your intelligence, and your creativity; so please
do not squander these gifts in a virtual world.
Please don’t allow your main source of pleasure
to be killing and destroying in a virtual world, but
rather creating and building in the real one.
Most girls here don’t play computer games, but
before you feel too comfortable I would also like
to leave a thought for you. This doesn’t apply to
all the girls, but to many of you. I was going to talk
about hair product, but that really isn’t important!
This is. At some stage when you get home this
afternoon I would like each of you to look in the
mirror and say to yourself out loud (when no one
else is around), I am beautiful! This may sound
strange but there seems to be so many things
in our society that crush this truth. Instead of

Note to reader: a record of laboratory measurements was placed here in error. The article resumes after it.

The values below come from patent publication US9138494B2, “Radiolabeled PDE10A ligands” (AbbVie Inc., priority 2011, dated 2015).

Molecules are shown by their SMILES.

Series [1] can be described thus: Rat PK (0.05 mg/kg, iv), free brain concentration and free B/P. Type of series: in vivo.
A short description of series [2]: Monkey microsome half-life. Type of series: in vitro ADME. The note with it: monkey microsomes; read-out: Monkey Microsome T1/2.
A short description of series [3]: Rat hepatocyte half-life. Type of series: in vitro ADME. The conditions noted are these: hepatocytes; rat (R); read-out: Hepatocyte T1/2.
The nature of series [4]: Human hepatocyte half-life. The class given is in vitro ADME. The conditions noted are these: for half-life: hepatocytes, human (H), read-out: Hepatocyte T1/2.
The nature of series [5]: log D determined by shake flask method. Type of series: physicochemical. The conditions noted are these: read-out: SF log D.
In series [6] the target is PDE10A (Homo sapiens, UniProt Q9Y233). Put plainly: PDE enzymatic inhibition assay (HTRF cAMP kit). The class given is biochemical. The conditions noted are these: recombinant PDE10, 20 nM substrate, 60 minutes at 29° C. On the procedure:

thinking I am beautiful we think I’m too fat, I ’m
too thin, I ’m too short, I ’m too tall, I don’t like my
face.... For goodness sake, hear this. Each of you
are beautiful and the world needs your energy,
your compassion, your intelligence, and your
creativity to work with more important things than
your appearance or the appearance of others!!
Girls you may not play Call Of Duty but I think
sometimes girls have used Facebook and other
social media to spread unkindness and untruth.
Actually I know some boys who have done this as
well! So all of you, think twice about what you write
and what you post, particularly if it is unkind.
Before I go I also have a thought for all staff